On 5 December 2011 the ATO released draft taxation ruling TR 2011/D5 – Income Tax: School or College Building Fund, inviting comments from the public. The 2011 draft is now finalised with the release of Taxation Ruling TR 2013/2 Income tax: school or college building funds (“TR 2013/2”) on 13 February 2013. The new ruling TR 2013/2 now replaces the former Taxation Ruling TR 96/8 in respect of school building funds.
The new TR 2013/2 explains the Commissioner’s views on the requirements for those funds applying to be a ‘school or college building fund’ within the scope of Item 2.1.10 of the of the table in sub section 30-25(1) of the Income Tax Assessment Act 1997.
What is a School Building Fund?
A school building fund is a deductible gift recipient category under Item 2.1.10 of the table in sub section 30-25(1) of the Income Tax Assessment Act 1997.
It is a fund that has the following characteristics:
- It is a public fund established and maintained solely for the purpose of providing money for the acquisition, construction or maintenance of a building used as a school;
- The building is used, or is to be used as a school by a government, a public authority or a non-profit society or association; and
- The fund is registered with the Australian Charities and Not-for-Profits Commission (“ACNC“).
What are the Key Issues under the new TR 2013/2?
TR 2013/2 covers:
- How Item 2.1.10 applies to a fund that purports to be a ‘School Building Fund’; and
- The way in which section 30-15 and Item 2.1.10 of the table in subsection 30-25(1) of the Income Tax Assessment Act 1997 apply to persons who make a gift to a ‘School Building Fund’.
TR 2013/2 considers the key requirements of Item 2.1.10, which are:
1. There Must Be a Building that is Used as a School
The school must operate from a building that is a permanent structure, with a roof, walls and appropriate flooring.
The building must be used as a school. Under TR 2013/2, a school is defined as an organisation whose primary function is the provision of education on a regular and systematic basis. Indicators that an organisation operates a school include:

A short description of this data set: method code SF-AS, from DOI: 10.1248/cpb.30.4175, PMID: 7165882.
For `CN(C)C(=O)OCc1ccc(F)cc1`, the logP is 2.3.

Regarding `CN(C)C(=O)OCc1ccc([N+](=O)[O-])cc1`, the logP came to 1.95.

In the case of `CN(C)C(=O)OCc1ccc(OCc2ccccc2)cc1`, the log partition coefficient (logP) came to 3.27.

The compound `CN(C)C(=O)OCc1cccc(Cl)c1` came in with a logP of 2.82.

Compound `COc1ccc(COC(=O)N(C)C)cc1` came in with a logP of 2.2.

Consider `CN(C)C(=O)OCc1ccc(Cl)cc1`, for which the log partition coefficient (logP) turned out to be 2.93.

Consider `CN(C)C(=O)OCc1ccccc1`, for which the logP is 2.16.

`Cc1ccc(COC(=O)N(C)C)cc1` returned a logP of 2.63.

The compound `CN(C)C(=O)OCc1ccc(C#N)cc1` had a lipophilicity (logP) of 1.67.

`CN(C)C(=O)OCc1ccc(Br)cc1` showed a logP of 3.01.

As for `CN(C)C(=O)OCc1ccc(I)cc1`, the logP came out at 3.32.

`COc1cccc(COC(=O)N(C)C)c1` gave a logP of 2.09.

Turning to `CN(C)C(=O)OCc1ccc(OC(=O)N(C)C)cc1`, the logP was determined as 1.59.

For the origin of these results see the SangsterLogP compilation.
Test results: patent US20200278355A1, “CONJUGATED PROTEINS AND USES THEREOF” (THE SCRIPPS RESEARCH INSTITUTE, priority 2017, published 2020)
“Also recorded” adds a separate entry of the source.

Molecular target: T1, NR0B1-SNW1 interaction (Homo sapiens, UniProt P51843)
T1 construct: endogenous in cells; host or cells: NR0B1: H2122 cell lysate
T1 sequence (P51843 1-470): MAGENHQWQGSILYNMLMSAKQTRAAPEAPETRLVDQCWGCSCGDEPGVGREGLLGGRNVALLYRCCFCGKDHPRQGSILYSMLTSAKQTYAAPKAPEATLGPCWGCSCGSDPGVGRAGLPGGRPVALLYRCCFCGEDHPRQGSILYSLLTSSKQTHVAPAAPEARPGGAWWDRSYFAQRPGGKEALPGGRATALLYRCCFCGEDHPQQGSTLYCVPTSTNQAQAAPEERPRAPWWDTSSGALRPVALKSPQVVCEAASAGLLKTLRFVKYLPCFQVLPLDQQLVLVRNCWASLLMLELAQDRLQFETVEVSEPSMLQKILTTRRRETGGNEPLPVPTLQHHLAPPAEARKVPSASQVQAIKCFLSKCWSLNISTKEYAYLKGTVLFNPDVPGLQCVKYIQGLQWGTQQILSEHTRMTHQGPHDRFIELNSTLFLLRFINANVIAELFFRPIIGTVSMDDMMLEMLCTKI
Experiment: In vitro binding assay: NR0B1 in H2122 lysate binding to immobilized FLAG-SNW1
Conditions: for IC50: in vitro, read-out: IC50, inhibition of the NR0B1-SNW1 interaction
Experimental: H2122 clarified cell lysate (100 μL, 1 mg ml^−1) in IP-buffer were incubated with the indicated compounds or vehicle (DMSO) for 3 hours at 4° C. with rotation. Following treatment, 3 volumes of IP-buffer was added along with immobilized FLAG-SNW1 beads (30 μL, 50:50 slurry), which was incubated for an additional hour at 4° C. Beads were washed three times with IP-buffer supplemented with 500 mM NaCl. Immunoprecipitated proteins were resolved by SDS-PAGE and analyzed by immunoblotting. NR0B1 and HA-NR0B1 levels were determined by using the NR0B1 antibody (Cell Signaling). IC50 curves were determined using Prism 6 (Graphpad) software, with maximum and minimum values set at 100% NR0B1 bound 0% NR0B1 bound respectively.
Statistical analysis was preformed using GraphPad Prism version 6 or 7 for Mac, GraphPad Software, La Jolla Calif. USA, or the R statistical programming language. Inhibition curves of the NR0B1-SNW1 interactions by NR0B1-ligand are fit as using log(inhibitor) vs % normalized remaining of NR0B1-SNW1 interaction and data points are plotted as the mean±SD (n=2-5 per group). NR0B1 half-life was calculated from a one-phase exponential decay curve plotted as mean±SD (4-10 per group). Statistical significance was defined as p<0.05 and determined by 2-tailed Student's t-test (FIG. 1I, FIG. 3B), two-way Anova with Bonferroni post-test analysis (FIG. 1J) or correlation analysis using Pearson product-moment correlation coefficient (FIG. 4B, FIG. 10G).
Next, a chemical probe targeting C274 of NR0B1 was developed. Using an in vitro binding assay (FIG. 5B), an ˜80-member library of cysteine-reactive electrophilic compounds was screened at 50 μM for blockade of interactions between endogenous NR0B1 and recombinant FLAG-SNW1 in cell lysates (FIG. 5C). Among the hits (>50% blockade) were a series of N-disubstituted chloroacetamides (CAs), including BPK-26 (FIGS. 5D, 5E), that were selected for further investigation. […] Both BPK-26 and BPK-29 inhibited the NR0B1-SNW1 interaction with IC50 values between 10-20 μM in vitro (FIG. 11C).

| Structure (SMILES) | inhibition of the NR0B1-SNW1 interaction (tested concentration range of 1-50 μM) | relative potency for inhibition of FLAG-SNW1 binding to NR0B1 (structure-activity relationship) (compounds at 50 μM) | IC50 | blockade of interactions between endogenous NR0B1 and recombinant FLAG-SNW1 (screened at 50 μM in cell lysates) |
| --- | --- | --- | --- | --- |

- The organisation having a set curriculum that is presented/taught by suitably qualified persons;
- A high number of student enrolments;
- Some form of assessment and correction; and
- The organisation having a qualification or status which is recognised outside of the school.
2. The Building Must be Used as a School by a Qualifying Body
The building must be used by a government body, a public authority, a society or association which operates on a not-for-profit basis. The qualifying body must operate the school, must have control over the use of the building and use the building as a place for education. Whether a qualifying body operates as a school or not should be evident in its constitution or its governing rules.
3. There Must be Acquisition, Construction or Maintenance
In order to satisfy Item 2.1.10 the qualifying body must acquire, construct or maintain a building or have an objective intention to do so. The acquisition of a building is satisfied if the qualifying body owns a building or leases it. Whether the building is owned or leased, the interest as owner or lessee must be sufficient to enable the qualifying body to control the use of the building as a school. Maintenance of the building requires keeping the building in a proper or good condition.
4. The fund must be established and maintained for the requisite purpose